38. ^ "American Opera Gives 'Marriage of Figaro'; Large Audience Generously Applauds Work of New Company Here". The New York Times. January 18, 1928. Archived from the original on September 13, 2022. Retrieved September 13, 2022.
  39. ^ "American Opera Co. Ends Season With Big Crowds: Gives 'Carmen' in Afternoon and 'Fanst' at Night". New York Herald Tribune. March 4, 1928. p. 17. ProQuest 1114336594.
  40. ^ The Broadway League (April 9, 1928). "Ballet Moderne – Broadway Special – Original". IBDB. Archived from the original on September 13, 2022. Retrieved September 13, 2022.
    "Ballet Moderne (Broadway, Studio 54, 1928)". Playbill. December 14, 2015. Archived from the original on September 13, 2022. Retrieved September 13, 2022.
  41. ^ "Goodman Leases Gallo Theatre". The New York Times. May 15, 1928. Archived from the original on September 13, 2022. Retrieved September 13, 2022.
  42. ^ "Goodman Gets Gallo Theater; Will Do Youmans' Musical". The Billboard. Vol. 40, no. 22. June 2, 1928. p. 11. ProQuest 1031870122.
  43. ^ ""Rainbow" at the Gallo Nov. 20". The New York Times. November 7, 1928. Archived from the original on September 13, 2022. Retrieved September 13, 2022.
  44. ^ The Broadway League (November 21, 1928). "Rainbow – Broadway Musical – Original". IBDB. Archived from the original on November 12, 2021. Retrieved September 13, 2022.
    "Rainbow (Broadway, Studio 54, 1928)". Playbill. December 14, 2015. Archived from the original on September 13, 2022. Retrieved September 13, 2022.
  45. ^ "'Rainbow' to Be Taken Off; Goodman Will End Run of Musical Production at Gallo This Week". The New York Times. December 12, 1928. Archived from the original on September 13, 2022. Retrieved September 13, 2022.
  46. ^ See, for instance: "La Argentina Seen in Six New Dances; Huge Audience Cheers Artist-- Michio Ito Gives a Fine Program". The New York Times. December 3, 1928. Archived from the original on September 13, 2022. Retrieved September 13, 2022.; "Doris Niles Returns; Dancer and Company at a Disadvantage After Long Tour". The New York Times. December 17, 1928. Archived from the original on September 13, 2022. Retrieved September 13, 2022.; "New Dance Series by Kreutzberg". The New York Times. February 6, 1929. Archived from the original on September 13, 2022. Retrieved September 13, 2022.
  47. ^ "Breton Violin Recital; Young Artist's Program Includes Several Novelties". The New York Times. February 11, 1929. Archived from the original on September 13, 2022. Retrieved September 13, 2022.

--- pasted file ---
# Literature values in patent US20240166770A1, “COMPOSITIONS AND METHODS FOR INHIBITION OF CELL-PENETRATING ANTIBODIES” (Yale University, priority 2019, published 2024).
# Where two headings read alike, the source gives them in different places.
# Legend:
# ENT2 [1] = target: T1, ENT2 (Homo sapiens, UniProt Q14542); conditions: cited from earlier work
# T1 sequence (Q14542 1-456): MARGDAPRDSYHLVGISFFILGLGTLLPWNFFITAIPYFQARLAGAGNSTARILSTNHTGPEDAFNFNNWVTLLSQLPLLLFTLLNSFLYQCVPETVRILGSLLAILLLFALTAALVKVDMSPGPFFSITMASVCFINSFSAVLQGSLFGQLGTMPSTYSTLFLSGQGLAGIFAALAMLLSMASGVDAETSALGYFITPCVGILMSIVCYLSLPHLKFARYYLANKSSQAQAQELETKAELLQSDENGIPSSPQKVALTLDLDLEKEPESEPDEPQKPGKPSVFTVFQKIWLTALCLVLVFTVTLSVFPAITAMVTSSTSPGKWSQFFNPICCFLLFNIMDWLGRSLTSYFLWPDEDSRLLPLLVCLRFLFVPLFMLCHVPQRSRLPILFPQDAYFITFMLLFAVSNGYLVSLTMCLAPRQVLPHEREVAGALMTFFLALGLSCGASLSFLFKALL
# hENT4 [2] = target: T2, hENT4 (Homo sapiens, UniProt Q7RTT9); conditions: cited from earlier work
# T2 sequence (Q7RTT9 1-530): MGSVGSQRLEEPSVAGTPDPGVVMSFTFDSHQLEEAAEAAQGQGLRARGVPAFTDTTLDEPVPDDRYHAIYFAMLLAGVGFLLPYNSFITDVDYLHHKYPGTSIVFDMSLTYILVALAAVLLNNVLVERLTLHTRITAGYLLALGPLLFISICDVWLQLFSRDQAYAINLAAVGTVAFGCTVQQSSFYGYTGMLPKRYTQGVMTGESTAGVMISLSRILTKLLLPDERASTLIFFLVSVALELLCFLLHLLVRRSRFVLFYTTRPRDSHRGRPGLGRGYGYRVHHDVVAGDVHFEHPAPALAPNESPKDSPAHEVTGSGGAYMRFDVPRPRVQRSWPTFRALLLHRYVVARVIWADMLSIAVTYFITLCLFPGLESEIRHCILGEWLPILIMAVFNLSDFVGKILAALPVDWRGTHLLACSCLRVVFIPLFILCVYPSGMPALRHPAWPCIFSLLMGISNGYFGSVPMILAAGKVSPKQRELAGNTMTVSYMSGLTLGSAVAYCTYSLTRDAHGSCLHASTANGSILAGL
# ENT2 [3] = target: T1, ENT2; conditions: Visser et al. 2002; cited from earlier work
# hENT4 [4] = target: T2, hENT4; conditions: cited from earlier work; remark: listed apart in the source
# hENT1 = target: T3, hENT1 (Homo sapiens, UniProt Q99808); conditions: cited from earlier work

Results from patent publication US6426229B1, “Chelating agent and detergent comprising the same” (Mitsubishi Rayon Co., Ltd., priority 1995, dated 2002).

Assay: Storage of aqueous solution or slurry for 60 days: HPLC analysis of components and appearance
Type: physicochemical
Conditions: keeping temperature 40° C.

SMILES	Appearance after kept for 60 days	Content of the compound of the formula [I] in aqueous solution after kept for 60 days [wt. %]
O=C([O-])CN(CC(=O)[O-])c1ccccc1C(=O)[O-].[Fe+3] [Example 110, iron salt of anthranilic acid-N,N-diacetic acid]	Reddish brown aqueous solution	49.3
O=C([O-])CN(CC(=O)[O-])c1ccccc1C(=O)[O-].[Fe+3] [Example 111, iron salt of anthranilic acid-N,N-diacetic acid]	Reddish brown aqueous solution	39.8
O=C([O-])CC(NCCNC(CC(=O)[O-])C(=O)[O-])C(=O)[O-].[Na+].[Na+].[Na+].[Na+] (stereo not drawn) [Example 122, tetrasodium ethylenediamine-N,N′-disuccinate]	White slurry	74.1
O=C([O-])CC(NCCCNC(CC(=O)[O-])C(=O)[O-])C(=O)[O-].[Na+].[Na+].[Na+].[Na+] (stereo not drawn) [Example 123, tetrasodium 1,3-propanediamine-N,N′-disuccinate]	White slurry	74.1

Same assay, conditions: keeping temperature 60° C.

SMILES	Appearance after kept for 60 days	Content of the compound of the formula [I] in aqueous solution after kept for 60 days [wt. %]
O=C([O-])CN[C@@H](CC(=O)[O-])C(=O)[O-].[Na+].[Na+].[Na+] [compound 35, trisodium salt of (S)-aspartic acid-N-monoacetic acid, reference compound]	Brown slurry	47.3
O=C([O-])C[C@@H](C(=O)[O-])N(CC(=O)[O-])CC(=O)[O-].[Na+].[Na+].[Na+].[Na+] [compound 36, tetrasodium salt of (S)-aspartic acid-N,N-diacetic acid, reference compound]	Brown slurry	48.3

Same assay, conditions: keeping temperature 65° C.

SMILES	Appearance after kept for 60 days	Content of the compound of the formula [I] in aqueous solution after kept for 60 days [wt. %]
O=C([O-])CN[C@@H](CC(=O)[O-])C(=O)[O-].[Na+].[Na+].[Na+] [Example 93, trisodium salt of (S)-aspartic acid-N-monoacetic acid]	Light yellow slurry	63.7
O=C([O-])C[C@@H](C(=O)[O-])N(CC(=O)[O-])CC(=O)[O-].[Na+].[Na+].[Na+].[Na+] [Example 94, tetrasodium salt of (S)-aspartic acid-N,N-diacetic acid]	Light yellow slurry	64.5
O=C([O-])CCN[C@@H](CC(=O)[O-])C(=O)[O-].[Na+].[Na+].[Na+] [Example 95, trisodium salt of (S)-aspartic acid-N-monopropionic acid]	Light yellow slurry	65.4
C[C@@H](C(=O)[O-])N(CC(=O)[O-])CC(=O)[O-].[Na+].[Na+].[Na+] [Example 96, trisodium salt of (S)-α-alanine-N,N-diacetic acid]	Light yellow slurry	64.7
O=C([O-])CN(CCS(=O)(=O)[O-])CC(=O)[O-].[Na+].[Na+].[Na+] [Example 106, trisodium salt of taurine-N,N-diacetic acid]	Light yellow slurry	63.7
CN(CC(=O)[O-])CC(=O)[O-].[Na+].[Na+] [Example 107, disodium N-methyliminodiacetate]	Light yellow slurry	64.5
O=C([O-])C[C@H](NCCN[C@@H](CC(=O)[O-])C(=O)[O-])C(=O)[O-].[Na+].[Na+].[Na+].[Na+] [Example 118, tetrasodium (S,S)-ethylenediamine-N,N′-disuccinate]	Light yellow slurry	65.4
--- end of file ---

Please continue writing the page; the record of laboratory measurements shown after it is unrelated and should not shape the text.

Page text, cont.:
48. ^ "Hall Johnson Negro Choir Sings". The New York Times. February 4, 1929. Archived from the original on September 13, 2022. Retrieved September 13, 2022.
  49. ^ "National Chain Theaters Subsidiary Enters Field: Radiant Productions to Offer Twelve Plays al Gallo". New York Herald Tribune. September 4, 1929. p. 12. ProQuest 1111662754.
  50. ^ "Would Give 12 Plays at Gallo at $2 Top; Radiant Productions, Inc., Also Plans to Operate Theatres in Other Cities With $1.50 Seats". The New York Times. September 4, 1929. Archived from the original on September 13, 2022. Retrieved September 13, 2022.
  51. ^ a b "William R. Kane Leases Gallo Theater For Mitchell Revival". The Billboard. Vol. 41, no. 43. October 26, 1929. p. 5. ProQuest 1031918994.
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    "A Tailor-made Man (Broadway, Studio 54, 1929)". Playbill. December 14, 2015. Archived from the original on May 19, 2022. Retrieved September 13, 2022.
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  54. ^ "Gallo Theater Sold at Auction". New York Herald Tribune. December 18, 1929. p. 46. ProQuest 1112018507.
  55. ^ "Fortune Gallo Sells His Theatre Lease: Producer to Remain Active in Grand Opera, However—name of Purchaser Not Revealed". The New York Times. January 15, 1930. Archived from the original on September 13, 2022. Retrieved September 13, 2022.
  56. ^ "Fortune Gallo Disposes Of Lease on His Theater: San Carlo Opera Impresario to Direct Radio Station". New York Herald Tribune. January 15, 1931. p. 17. ProQuest 1114345595.
  57. ^ "Gallo to Be New Yorker Theatre". The New York Times. February 15, 1930. Archived from the original on September 13, 2022. Retrieved September 13, 2022.
  58. ^ "Hart House Quartett Plays". New York Herald Tribune. February 15, 1930. p. 6. ProQuest 1113772033.
  59. ^ a b c Bloom, Ken (2007). The Routledge Guide to Broadway (1st ed.). Routledge. p. 191. ISBN 978-0-415-97380-9.
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  62. ^ "Yvonne Georgi Makes Hit in New Dance Tour; With Harald Kreutzberg Gives Entrancing Program—Duncan Dancers Appear". The New York Times. November 3, 1930. Archived from the original on September 13, 2022. Retrieved September 13, 2022.
  63. ^ Atkinson, J. Brooks (December 27, 1930). "The Play; Cleansing Agamemnon's House". The New York Times. Archived from the original on September 13, 2022. Retrieved September 13, 2022.
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SourcesEdit

Further readingEdit

External linksEdit